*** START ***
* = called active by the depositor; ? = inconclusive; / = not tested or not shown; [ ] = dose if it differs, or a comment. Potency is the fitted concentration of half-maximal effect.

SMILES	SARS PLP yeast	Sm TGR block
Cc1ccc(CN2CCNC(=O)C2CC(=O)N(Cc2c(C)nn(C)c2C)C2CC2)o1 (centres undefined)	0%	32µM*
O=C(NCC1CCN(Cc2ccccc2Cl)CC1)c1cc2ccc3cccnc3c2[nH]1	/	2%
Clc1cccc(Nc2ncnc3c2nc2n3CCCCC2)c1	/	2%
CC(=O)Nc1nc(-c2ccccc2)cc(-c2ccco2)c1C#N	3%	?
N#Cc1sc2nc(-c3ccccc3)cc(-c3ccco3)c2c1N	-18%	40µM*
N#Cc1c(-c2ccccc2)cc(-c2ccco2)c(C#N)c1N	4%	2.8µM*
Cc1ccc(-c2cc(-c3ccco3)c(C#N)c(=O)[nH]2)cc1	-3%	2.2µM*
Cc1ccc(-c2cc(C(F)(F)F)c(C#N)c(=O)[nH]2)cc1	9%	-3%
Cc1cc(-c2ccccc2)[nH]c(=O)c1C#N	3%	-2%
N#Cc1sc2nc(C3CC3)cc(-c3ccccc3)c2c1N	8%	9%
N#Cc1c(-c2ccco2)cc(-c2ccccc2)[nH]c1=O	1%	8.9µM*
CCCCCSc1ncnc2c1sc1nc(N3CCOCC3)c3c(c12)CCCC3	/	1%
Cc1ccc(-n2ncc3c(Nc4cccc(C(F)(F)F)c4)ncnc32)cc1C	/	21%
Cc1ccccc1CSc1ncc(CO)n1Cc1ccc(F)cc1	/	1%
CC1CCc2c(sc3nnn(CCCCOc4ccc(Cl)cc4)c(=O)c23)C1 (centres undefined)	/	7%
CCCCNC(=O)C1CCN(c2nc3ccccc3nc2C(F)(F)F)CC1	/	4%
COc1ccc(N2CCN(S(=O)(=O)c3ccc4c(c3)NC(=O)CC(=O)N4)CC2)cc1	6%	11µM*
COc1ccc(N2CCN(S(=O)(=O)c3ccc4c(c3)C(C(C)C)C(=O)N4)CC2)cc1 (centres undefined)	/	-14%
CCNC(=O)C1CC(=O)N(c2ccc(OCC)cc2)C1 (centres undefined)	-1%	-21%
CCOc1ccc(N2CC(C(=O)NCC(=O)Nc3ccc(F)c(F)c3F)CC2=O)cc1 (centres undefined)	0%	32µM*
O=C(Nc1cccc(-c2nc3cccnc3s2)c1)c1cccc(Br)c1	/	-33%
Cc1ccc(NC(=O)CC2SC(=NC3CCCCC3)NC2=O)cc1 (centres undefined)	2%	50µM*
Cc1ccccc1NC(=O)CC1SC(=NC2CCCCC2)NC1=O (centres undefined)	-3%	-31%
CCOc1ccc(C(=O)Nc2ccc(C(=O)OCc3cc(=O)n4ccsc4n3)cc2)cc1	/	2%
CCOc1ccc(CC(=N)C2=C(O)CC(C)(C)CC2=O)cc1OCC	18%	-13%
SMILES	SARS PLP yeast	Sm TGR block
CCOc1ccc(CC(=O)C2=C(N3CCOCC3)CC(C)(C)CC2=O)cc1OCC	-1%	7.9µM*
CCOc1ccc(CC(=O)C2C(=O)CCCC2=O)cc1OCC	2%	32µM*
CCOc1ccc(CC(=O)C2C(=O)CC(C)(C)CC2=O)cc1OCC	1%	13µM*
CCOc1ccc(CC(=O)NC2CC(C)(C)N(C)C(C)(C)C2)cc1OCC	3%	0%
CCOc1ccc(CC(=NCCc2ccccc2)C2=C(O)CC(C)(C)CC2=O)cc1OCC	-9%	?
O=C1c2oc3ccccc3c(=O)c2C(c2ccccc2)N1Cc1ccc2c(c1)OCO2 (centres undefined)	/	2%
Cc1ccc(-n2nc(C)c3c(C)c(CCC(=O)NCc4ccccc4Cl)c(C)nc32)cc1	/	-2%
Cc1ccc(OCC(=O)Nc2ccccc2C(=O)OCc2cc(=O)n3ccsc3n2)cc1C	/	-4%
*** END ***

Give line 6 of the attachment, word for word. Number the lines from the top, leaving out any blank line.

CC(=O)Nc1nc(-c2ccccc2)cc(-c2ccco2)c1C#N	3%	?